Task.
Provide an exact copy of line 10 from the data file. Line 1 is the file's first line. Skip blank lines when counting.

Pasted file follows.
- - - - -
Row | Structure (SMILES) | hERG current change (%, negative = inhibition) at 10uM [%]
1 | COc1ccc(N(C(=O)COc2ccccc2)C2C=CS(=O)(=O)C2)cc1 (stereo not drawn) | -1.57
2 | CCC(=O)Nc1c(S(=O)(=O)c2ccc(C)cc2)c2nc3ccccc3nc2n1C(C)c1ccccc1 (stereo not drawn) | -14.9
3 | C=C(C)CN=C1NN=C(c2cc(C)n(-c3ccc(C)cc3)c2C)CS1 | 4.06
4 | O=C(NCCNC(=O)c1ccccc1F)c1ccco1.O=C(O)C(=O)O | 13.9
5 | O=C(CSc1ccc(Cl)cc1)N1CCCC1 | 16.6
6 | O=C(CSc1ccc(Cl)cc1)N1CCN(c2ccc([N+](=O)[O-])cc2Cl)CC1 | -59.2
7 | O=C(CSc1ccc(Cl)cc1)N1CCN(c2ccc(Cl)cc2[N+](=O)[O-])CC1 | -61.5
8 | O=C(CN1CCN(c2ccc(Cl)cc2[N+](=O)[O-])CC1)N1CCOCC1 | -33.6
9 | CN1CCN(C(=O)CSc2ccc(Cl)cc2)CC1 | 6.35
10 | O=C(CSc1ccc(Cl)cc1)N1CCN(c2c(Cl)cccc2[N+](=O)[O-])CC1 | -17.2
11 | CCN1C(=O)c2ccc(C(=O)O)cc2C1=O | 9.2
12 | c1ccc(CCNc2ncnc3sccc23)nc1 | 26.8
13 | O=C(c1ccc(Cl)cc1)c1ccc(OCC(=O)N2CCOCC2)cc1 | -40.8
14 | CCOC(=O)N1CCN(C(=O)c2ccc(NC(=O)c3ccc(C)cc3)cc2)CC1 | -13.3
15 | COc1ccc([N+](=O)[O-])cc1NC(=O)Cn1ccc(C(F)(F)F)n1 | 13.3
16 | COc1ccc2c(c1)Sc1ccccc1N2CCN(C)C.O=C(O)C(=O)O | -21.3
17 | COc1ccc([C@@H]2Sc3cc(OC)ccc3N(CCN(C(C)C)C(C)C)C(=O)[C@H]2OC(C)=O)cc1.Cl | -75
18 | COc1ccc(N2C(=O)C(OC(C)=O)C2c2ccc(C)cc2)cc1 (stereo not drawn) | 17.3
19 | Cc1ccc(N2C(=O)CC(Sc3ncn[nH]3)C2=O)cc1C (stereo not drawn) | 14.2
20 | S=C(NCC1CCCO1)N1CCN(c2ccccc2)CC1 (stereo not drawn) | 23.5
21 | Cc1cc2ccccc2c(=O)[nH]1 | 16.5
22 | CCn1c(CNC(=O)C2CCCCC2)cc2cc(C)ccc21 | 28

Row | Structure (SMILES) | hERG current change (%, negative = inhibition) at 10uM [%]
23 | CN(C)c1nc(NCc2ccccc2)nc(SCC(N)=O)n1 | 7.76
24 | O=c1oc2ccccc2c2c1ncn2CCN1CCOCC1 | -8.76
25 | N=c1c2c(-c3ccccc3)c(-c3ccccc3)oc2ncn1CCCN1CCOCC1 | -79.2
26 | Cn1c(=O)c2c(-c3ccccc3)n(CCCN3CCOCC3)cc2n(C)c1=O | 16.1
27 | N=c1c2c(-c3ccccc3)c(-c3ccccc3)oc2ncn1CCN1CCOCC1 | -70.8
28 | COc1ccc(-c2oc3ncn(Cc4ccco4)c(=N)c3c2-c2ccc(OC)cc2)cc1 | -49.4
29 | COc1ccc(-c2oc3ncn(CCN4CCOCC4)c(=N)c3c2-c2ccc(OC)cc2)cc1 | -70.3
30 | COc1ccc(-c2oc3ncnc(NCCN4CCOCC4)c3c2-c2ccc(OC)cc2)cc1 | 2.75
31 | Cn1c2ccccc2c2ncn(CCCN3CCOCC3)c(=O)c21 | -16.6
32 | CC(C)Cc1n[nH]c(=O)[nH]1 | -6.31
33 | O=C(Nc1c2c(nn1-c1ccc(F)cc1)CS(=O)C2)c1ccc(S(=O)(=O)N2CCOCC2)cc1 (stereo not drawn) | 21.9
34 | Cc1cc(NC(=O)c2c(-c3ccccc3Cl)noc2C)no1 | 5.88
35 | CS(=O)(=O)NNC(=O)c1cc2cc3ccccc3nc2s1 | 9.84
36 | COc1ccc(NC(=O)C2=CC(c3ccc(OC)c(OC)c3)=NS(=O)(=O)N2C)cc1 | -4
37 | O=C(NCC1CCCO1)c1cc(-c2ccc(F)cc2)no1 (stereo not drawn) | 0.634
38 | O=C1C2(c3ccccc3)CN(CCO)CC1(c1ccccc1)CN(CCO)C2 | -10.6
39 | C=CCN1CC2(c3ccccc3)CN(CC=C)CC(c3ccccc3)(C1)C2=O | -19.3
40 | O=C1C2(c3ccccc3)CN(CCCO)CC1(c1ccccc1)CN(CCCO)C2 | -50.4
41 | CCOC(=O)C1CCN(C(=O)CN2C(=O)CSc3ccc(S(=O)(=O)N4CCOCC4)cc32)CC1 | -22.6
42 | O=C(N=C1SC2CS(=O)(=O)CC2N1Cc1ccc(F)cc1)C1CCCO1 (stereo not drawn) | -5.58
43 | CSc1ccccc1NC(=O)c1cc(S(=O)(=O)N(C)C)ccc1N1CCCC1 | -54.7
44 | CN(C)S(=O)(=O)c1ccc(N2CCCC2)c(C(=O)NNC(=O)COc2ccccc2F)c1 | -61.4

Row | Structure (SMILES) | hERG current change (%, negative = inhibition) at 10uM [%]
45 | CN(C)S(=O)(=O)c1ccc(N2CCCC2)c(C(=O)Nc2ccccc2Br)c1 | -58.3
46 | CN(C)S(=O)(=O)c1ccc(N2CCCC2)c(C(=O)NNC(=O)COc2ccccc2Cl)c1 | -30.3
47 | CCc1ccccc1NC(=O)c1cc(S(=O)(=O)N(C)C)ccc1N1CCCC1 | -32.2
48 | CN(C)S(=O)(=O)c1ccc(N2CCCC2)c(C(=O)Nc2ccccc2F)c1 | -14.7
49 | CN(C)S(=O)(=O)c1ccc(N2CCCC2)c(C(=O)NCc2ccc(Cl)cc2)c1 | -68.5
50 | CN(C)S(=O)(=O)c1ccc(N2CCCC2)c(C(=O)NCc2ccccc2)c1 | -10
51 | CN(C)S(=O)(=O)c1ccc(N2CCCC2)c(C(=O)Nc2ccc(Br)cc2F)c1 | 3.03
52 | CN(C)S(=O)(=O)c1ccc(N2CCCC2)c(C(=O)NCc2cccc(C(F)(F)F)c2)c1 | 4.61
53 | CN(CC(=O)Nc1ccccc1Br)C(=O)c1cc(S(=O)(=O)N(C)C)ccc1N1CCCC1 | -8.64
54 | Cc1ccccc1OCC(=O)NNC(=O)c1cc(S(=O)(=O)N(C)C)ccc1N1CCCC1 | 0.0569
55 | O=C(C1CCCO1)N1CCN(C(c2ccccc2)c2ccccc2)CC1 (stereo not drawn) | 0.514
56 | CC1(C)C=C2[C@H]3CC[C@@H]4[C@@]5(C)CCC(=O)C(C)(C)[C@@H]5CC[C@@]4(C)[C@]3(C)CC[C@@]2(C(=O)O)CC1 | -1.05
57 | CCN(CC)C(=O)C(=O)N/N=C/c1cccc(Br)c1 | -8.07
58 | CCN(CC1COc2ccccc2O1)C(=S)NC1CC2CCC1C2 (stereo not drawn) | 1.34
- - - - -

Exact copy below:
9 | CN1CCN(C(=O)CSc2ccc(Cl)cc2)CC1 | 6.35